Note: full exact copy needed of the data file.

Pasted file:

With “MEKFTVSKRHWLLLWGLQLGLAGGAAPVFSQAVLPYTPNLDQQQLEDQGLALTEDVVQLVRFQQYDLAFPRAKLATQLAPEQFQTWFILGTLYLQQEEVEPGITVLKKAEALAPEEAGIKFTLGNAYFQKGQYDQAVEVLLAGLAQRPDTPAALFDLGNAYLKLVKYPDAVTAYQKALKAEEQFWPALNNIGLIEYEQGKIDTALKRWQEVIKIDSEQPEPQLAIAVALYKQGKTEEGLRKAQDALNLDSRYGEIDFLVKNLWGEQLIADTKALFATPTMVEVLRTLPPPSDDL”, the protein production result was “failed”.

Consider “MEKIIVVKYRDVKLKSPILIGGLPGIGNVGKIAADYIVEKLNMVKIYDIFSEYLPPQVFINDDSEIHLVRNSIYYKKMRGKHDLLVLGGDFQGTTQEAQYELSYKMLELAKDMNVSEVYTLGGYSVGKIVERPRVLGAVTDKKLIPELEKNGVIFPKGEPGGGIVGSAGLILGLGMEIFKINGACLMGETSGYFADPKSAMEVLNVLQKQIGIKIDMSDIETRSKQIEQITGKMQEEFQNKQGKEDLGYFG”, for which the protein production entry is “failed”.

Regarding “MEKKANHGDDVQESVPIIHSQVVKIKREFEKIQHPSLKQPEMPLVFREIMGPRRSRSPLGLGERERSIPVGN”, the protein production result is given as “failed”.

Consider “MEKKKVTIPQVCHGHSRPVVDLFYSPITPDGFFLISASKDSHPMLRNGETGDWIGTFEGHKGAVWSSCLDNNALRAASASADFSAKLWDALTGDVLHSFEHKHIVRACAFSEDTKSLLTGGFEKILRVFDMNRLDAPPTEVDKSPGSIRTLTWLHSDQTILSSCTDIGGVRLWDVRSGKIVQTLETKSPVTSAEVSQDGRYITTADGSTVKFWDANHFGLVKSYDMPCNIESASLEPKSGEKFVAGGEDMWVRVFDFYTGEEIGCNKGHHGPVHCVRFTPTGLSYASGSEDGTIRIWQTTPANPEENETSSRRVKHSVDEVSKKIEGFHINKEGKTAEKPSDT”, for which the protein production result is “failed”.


With “MEKFTVSKRHWLLLWGLQLGLAGGAAPVFSQAVLPYTPNLDQQQLEDQGLALTEDVVQLVRFQQYDLAFPRAKLATQLAPEQFQTWFILGTLYLQQEEVEPGITVLKKAEALAPEEAGIKFTLGNAYFQKGQYDQAVEVLLAGLAQRPDTPAALFDLGNAYLKLVKYPDAVTAYQKALKAEEQFWPALNNIGLIEYEQGKIDTALKRWQEVIKIDSEQPEPQLAIAVALYKQGKTEEGLRKAQDALNLDSRYGEIDFLVKNLWGEQLIADTKALFATPTMVEVLRTLPPPSDDL”, the protein production result was “failed”.

Consider “MEKIIVVKYRDVKLKSPILIGGLPGIGNVGKIAADYIVEKLNMVKIYDIFSEYLPPQVFINDDSEIHLVRNSIYYKKMRGKHDLLVLGGDFQGTTQEAQYELSYKMLELAKDMNVSEVYTLGGYSVGKIVERPRVLGAVTDKKLIPELEKNGVIFPKGEPGGGIVGSAGLILGLGMEIFKINGACLMGETSGYFADPKSAMEVLNVLQKQIGIKIDMSDIETRSKQIEQITGKMQEEFQNKQGKEDLGYFG”, for which the protein production entry is “failed”.

Regarding “MEKKANHGDDVQESVPIIHSQVVKIKREFEKIQHPSLKQPEMPLVFREIMGPRRSRSPLGLGERERSIPVGN”, the protein production result is given as “failed”.

Consider “MEKKKVTIPQVCHGHSRPVVDLFYSPITPDGFFLISASKDSHPMLRNGETGDWIGTFEGHKGAVWSSCLDNNALRAASASADFSAKLWDALTGDVLHSFEHKHIVRACAFSEDTKSLLTGGFEKILRVFDMNRLDAPPTEVDKSPGSIRTLTWLHSDQTILSSCTDIGGVRLWDVRSGKIVQTLETKSPVTSAEVSQDGRYITTADGSTVKFWDANHFGLVKSYDMPCNIESASLEPKSGEKFVAGGEDMWVRVFDFYTGEEIGCNKGHHGPVHCVRFTPTGLSYASGSEDGTIRIWQTTPANPEENETSSRRVKHSVDEVSKKIEGFHINKEGKTAEKPSDT”, for which the protein production result is “failed”.